“Many players came in because it was cheaper to set up a paging company,” said Cabarios. He said that, on average, a new player needed less than a handful of base stations to serve a city like Metro Manila, versus the thousands required by cellular companies today, which also have millions of customers.

But it wasn’t just the relatively low investment that helped make the pager business feasible. The industry was bringing in new technology via alphanumeric pagers at rates far cheaper than analog mobile phones.

Pager subscribers typically had to pay P200 to P600 a month, on top of about P6,000 to P20,000 for a unit, Santiago said. Those sums might seem steep for that time, however, Santiago pegged the cost of analog phones at P30,000 and calls at P8 a minute.

“Pagers cost quite a bit of money but that is essentially the postpaid market of today so they were able to afford it,” Santiago said.

The major shift came when texting became available with the adoption of the Global System for Mobile Communications standards, or GSM, which now accounts for the bulk of mobile communications globally.

That shift was initiated in the Philippines in 1994 by Isla Communications Co., which was later acquired by the Ayala Group’s Globe. In 1999, PLDT’s Smart also started to ramp up its GSM service.

Competition

But it took several years before the use of  SMS became widespread, according to Manny Estrada, who heads network technology strategy at Globe.

In an interview, Estrada said SMS started to boom after early efforts to educate people on how to send text messages, which was a free service at the time, and once prepaid services were rolled out in the late 1990s.

“We knew then that it was only a matter of time before [texting] would overtake the capabilities of paging,” said Estrada, noting that Globe considered but ultimately ditched a plan to enter the pager business. “We saw that SMS traffic was higher than voice.”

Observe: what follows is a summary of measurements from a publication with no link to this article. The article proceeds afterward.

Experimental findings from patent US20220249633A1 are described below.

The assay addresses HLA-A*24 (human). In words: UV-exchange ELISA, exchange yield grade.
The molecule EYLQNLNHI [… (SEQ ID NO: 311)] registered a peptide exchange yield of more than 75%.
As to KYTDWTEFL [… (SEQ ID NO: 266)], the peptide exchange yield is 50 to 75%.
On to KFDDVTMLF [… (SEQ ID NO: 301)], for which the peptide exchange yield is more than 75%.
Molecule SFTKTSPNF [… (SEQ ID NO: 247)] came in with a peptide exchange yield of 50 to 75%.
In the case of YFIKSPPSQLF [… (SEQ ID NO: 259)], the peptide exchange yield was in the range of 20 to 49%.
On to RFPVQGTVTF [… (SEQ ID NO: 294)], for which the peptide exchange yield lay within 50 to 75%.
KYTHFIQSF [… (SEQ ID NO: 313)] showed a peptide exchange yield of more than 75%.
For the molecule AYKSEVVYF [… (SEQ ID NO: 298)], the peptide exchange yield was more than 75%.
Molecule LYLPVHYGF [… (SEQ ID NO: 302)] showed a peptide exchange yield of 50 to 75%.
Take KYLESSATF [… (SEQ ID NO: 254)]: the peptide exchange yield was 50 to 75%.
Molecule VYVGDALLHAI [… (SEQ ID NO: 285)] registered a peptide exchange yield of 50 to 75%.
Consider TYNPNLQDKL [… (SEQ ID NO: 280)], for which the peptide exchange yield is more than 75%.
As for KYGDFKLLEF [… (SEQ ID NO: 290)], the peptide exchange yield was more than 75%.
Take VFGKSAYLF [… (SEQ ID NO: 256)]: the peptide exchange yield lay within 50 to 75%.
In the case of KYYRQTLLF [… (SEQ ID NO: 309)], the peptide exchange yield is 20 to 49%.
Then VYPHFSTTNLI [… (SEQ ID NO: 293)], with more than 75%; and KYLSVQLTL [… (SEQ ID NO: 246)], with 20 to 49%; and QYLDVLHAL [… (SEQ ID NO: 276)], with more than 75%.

For Smart co-founder Orlando Vea, the move was not aimed at removing the paging business—Smart was also offering paging services—but it proved to be collateral damage given technological innovations at the time. Nevertheless, the development was yet another case of how disruptive technologies can swiftly displace incumbent players.

“We were anticipating the threat of text to a certain extent but it is one of those things like the Internet. It came out of nowhere,” said Santiago, noting that they were planning to introduce “two-way paging,” allowing the receiver to send a response text message.

“But basically cellular moved too quickly and we were on the wrong side of the standard,” he said.

The impact on the paging industry accelerated, prompting Pocketbell to end its service.

Business shift

By 2002, EasyCall, whose officials declined to comment for this article, finally exited the paging business as it shifted to call centers, helping to keep its head above the water unlike several competitors.

Cabarios noted that several companies simply ceased to operate while others were bought out. This was the case with Multi-Media Telephony, acquired by the Lopez family and since renamed ABS-CBN Convergence, which launched in November 2013 a mobile phone service using the network infrastructure of Globe.

Like EasyCall, the Santiago’s have been working to revive their businesses.

With paging gone, Philippine Wireless has since shifted to offering Textwise, a prepaid-based service allowing cheaper rates for Filipinos seeking to communicate with family and friends abroad, according to George Wang, a consultant with the company.

As Internet services would eventually dominate, Wang noted that they were moving to offering cloud-based services as well.

PT&T, meanwhile, has been shifting its focus to offering broadband services mainly to corporate clients and the business continues to grow, Santiago said. This puts them in direct competition with old rivals like Globe and PLDT, but Santiago noted that they were serving a niche market.

“We intend to dominate in the niches that we are in,” he said.

While the fate of the paging business again proves that technological shifts are the ultimate equalizer, that does not mean businesses cannot anticipate the future, Estrada said.

“The bottomline is that you have to understand user trends and what your customers are doing to see the next wave of technology,” he said.